Monday, 22 August 2016

A Weekend of Colour: Wool and Walking. . .

Despite rain on both days (Saturday, especially), it was a weekend completely filled with colour.


On Saturday, I traveled the short distance over to Port Sunlight for the Pop-Up Wool Show.  It was held in Hulme Hall which was a lovely venue for a small but really great collection of vendors.  In particular, I was really chuffed to see so much British wool on display. I picked up two skeins of tweedy Hebridean mixed with Whitefaced Woodland from Gam Farm Rare Breeds, two skeins of WYS signature 4ply and the Yorkshire Shores pattern book from The Loveliest Yarn Company, and a skein of dyed Corriedale from Coastal Colours. They don't sell online but do several shows - they will next be at the Bakewell and Kendal wool gatherings - and I love the feel of this yarn and the muted yellowy-green-brown colours.  That gorgeous Rhubarb and Custard Shetland roving is dyed by Yarns From the Plain and as I was walking through the gardens towards the Lady Lever Art Gallery, I couldn't help but stop and take the above picture.


Then I got home to a lovely package from the Countess Ablaze.  She's recently introduced a fingering version of her English Gentlemen yarn. It's 75% BFL and 25% Masham and is absolutely lovely. It has a bit of a rustic feel, but is soft and springy.  I think it looks fantastic, undyed as in the far left, but equally takes dye beautifully.  The other colourways from left to right are Stardust, Grey Skies in Manchester and Shiver.  And these are pretty tame compared to the really vibrant colours the Countess comes up with.  I'm really excited to knit with this wool - it may well be my new favourite yarn; I've been squishing it all weekend.


On Sunday the Liverpud and I were off to North Wales to recce an upcoming walk.  We did a circular along parts of the North Berwyn Way, starting in Llangollen.  The heather was out in full force and stretching as far as the eye could see.





Intermingled with the vibrant green grasses - this is nature's palette at its very best.



And below is my favourite photo.  It's not been retouched in any way - these truly were the colours of the Berwyn Hills in dappled light and shadow.


These shorn sheep just popped against the colourful landscape.


After the walk, we took a short drive to the nearby Pontcysyllte Aqueduct, the longest one in the U.K. You can walk across it.


Or stand and wait for a canal boats to go across.


The day ended with heavy rain, but the head is buzzing with all sorts of colour inspiration.

Wednesday, 17 August 2016

Blown Away Again in Birmingham: The Festival of Quilts 2016. . .

This is becoming an annual pilgrimage and a happy one at that.  Even though the crowds get bigger each year and the venue becomes hotter, I absolutely love this show and always come away completely inspired and eager to get sewing.  Here are just a few of my favourites, among the many, many, many amazing quilts that were on display. If you want to see more, just head over to instagram at this link.

To begin with, this was the one that took first prize by Laura Kemshall. Yes it is a quilt.  What you can't see that well in the photo are the various words and phrases interwoven among the landscape. Just amazing.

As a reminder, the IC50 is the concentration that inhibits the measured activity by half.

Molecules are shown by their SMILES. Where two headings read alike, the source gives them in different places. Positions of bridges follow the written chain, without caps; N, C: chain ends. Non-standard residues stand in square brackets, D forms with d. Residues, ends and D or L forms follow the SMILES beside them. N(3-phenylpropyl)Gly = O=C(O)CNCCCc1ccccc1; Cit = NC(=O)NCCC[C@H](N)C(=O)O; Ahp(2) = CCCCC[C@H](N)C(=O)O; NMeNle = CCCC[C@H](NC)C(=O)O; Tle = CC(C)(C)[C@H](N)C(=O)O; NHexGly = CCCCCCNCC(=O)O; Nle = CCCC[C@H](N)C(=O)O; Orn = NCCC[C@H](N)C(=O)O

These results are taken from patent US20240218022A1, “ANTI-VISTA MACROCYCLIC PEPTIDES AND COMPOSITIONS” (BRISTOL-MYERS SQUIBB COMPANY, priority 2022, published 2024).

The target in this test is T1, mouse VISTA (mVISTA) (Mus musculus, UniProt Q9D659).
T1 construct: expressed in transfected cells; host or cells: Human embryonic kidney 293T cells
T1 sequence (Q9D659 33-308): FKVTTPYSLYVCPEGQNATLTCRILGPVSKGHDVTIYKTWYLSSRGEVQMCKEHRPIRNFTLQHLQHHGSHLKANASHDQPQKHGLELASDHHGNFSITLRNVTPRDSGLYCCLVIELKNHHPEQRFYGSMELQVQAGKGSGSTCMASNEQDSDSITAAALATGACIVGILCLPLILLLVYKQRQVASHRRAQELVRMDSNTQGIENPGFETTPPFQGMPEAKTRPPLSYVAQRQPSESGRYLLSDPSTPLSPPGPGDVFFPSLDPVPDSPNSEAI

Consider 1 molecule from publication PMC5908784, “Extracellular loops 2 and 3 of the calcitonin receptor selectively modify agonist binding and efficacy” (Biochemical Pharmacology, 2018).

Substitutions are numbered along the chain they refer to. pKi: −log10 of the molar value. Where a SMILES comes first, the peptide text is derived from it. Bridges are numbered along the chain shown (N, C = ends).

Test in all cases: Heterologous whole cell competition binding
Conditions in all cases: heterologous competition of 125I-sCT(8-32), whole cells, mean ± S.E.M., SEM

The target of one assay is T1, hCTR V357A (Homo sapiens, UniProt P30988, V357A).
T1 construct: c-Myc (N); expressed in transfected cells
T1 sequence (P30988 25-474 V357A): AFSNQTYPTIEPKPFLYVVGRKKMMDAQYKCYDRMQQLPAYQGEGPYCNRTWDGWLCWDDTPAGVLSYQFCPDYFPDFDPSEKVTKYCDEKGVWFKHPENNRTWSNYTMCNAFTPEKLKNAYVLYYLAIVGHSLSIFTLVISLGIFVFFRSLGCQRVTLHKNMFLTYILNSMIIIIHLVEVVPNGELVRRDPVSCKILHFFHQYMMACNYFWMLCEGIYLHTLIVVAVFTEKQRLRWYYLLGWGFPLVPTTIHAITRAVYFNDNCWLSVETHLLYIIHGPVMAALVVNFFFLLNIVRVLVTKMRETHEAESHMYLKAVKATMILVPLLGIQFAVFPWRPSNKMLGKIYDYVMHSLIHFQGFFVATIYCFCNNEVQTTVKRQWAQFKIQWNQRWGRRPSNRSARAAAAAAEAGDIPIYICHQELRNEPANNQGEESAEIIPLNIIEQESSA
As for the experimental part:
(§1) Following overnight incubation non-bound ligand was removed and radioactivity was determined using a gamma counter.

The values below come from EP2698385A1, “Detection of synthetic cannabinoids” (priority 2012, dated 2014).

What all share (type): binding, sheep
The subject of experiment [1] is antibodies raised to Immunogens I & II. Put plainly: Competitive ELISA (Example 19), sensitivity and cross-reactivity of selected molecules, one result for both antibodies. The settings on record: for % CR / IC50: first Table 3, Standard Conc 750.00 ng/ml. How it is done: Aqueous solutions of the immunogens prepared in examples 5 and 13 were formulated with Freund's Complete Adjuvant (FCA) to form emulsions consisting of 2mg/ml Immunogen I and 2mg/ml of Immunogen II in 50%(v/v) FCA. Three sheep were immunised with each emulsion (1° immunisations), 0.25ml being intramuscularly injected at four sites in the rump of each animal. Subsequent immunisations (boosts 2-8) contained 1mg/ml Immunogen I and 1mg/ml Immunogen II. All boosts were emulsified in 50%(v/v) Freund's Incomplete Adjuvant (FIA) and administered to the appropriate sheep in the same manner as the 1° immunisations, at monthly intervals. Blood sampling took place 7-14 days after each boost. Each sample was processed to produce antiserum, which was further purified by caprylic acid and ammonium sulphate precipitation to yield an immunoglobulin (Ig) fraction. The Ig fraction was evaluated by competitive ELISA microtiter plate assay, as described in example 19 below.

As is this one - The Photographer by Constanze Botel and Britta Beutnagel.   I took a close up of that "knitted" sweater cuff, but there's nothing knitted about it - that's all clever fabric choice and stitching.


Loved this huge quilt too: Ruins 6 by Leah Higgins.


Below are a bunch of other jaw-droppingly beautiful pieces.  I'm sorry I forgot to write down the names of all the artists, but you can see the variety of styles and stitching techniques on display.


The one in the top left corner is Tartan Tatoo by Linzi Upton.  Below is a close -up of some of the amazing stitching in each square.


This was my favourite in the Pictorial Quilt category: Harbour at Low Tide by Kate Dowty.  I love how she even got the shadows of the balls into her quilt  (that long diagonal shadow in the top left corner actually is a shadow - it was a bad angle to take the photo, sorry.).


There were some smaller quilts in a display by the Yorkshire Quilter's Guild inspired by Charlotte Bronte and created to celebrate the 150th anniversary of her birth.


And some very colourful quilts from Japan and Korea.


Heather, Peat and Lichen by Julie Bower used woolen tweeds and some very impressive stitching to create all this texture. It reminds me of one of those miniature Buddhist sand gardens,


Kaffe Fassett was also there, with an exhibit of quilts from his own collection - ones that have inspired his design work. I caught a glimpse of him later at a book signing where he was knitting a striped sock. He'll be giving a talk in Liverpool later this year - already have my ticket!

 
I loved all the colours in this one.


Of course there was also a marketplace but I was relatively restrained.   My favourite booth was Linladan Embroidery with their gorgeous selection of flax threads.  I bought a book of Swedish historical embroidery patterns that would also work well for knitted colourwork.  I couldn't resist - look how beautifully they packaged it, with a little bundle of free tapestry wool thrown in,


I also got some wonderful 100% wool felt to back a crocheted cushion, some sashiko samplers and thread, some calico for an upcoming eco-dyeing workshop that I'm very excited about, and some fun fat quarters. I particularly like the "paint by number" fabric which could look fabulous with some embroidery dotted here and there, Swedish or otherwise.


All in all it was a great day out.  I'll be back next year for sure.

Friday, 5 August 2016

Five Little Haps, All in a Row. The Sixth is Steeked and the Seventh's a Go. . .


And here's my finished Houlland, all blocked.